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Previewing The Rest Of Tennis Season

Since the US Open, there have been some subtle shifts in the tennis landscape, but none nearly as noteworthy as Andy Murray’s breakthrough championship at Flushing Meadows. The budding rivalry between Murray and Djokovic has continued to materialize though: the Scot and the Serb met in another epic final in Shanghai last Sunday. Post- US Open tennis though is not usually a time for the big four to showcase their skills, it’s a time for the middle of the pack to take advantage of the top players resting up before the Aussie Open. Here are a few thoughts as we head into the truly final leg of tennis season.

World Tour Champs. While minor tournaments and Paris are left on the schedule, the only true headliner tournament before the season’s close is the World Tour Finals (WTF for short) in London in mid-November. The top 8 in the ATP rankings square off in a round robin format until the semifinals, where it’s a winner-take-all best of three sets for bragging rights. The tourney is not nearly as prestigious as the Grand Slams, but it’s still good fun, and there is some competition to qualify. Seven of the eight spots are pretty much locked up, but there should be a battle in Paris for that eighth spot. Jo-Wilfried Tsonga currently holds the 8th spot, but he has to defend finalist points at the Paris masters, meaning an early exit could spell doom for the native Frenchmen. Janko Tipsarevic and Nicolas Almagro could be the beneficiary of a Tsonga loss, but don’t count on it- the Frenchman always brings it at his home court.

Tennis Old Age. This topic has been touched on by numerous tennis writers, but it may as well have a few more thoughts on it written down. The age for a tennis players prime is going up, to the point where 27 seems to be the point where players are breaking in on tour and playing their best tennis. The top 15 names on the ATP tour is littered with players 25 to 27 years old, with notable exceptions being (24) Juan Martin Del Potro and (21) Milos Raonic. Raonic is considered a young gun and future slam contender, but he still recently was totally out-classed by Andy Murray at the US Open. But whether or not this age shift is actually true for the tour remains to be seen. There are thoughts that tennis has simply been lacking a true prodigy like a Federer or Nadal or a Djokovic that around 20 years old, and that’s why the top players are older. The elite talent rises to the top, and right now, that elite talent is around 26 years old. We don’t know if a Milos Raonic or a Bernard Tomic can put it all together, but for right now their overall skill set looks less imposing than a 19-year old Nadal. Then again, we have been so blessed with absolute prodigies over the past decade that we may not see a new one for a number of years. Again, this is a development worth looking at and it will monitored over the next few seasons.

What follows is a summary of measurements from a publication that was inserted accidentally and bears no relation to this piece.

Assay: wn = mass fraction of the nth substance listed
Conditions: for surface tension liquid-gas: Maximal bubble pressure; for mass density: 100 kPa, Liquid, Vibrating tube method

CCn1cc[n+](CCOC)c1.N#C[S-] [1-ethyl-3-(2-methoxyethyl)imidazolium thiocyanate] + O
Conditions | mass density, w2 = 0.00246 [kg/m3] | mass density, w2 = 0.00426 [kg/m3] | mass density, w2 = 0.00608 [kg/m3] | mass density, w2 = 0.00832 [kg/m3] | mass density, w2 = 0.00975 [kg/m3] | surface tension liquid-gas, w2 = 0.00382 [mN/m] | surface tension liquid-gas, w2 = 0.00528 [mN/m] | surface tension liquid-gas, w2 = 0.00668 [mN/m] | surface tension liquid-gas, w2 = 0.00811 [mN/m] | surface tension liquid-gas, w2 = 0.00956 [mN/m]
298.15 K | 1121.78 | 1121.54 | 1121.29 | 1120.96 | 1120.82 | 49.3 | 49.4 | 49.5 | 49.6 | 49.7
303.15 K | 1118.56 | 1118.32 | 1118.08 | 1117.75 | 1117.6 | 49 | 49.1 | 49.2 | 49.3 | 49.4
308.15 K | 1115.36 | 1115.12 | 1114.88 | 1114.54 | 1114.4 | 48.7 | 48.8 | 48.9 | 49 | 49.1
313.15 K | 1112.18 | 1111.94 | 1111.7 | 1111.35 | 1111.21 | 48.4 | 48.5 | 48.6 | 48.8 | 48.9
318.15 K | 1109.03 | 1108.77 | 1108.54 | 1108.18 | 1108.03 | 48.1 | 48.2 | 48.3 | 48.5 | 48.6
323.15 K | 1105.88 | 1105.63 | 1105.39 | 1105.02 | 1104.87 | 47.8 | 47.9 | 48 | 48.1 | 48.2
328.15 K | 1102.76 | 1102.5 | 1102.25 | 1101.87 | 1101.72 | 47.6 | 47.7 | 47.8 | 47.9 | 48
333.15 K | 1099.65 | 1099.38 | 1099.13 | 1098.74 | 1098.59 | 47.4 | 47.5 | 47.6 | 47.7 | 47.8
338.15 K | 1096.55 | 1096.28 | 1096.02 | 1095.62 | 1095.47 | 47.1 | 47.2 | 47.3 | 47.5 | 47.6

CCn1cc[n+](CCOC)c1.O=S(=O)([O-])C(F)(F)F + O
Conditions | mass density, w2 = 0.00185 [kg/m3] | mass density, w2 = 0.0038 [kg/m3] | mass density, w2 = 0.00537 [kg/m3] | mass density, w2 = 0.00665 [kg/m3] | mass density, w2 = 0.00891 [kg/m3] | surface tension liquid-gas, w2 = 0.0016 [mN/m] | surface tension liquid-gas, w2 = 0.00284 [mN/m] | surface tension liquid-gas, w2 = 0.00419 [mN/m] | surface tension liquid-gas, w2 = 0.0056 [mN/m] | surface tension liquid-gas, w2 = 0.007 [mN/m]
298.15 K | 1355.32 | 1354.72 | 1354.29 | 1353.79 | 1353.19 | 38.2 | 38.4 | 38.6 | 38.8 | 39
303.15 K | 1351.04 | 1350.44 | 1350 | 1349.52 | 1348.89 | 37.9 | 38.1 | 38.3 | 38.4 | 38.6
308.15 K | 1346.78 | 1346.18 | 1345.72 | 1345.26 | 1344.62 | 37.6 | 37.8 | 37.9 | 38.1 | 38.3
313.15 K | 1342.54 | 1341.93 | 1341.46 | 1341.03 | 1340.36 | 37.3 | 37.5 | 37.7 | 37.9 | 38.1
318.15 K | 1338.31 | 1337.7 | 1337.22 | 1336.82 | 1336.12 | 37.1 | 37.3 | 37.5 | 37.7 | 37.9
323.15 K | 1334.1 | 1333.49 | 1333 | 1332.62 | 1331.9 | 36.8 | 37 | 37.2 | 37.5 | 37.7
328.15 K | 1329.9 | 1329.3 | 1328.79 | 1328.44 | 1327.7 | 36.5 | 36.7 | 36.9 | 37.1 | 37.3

State of American Tennis. Periodically TBS has been checking in on the sorry state of American tennis players. With Andy Roddick retired, the US has lost a perennial stalwart of the ATP tour, capable of going deep in grand slams and giving the top 5 a minor scare. The remaining top US players have serious question marks surrounding their ability to make a dent at the top of the game. John Isner is ranked just outside of the top ten (#11), but his performance at Grand Slams has been underwhelming and he can’t do much outside of a booming serve. Mardy Fish could make another comeback run into the top ten, but with continuing heart problems, Fish may have more to worry about than a heavy schedule on the tour. Sam Querrey has steadily returned after a series of injuries, but he has agility problems that will limit him from breaching the top 15. Ryan Harrison- once thought to be the Great American Hope, has been hovering around the top 60 for a while now. He’s still young but has a Querrey-like ceiling, in this case, his lack of weapons limits him from approaching the game’s elite. The two young Americans to watch are Denis Kudla and Jack Sock. Both are twenty years old, and both could make inroads on tour in the upcoming year. Kudla has the type of crafty game to make some serious noise and Sock’s offensive weapons are legit. All in all though, don’t hold your breath for an American Grand Slam champion (let alone finalist) for at least a few years. There are still some exciting tennis story lines for the Americans, but the international nature of the game at this point has stunted American progress.

-Fitzburgh

About The Author

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Matt Fitzburgh is a junior at the University of Michigan. He is a (weirdly) rabid follower of all things Michigan, men's tennis, the New York Giants/Yankees, and Chicago Bulls. Contact him anytime at mattfitz@umich.edu

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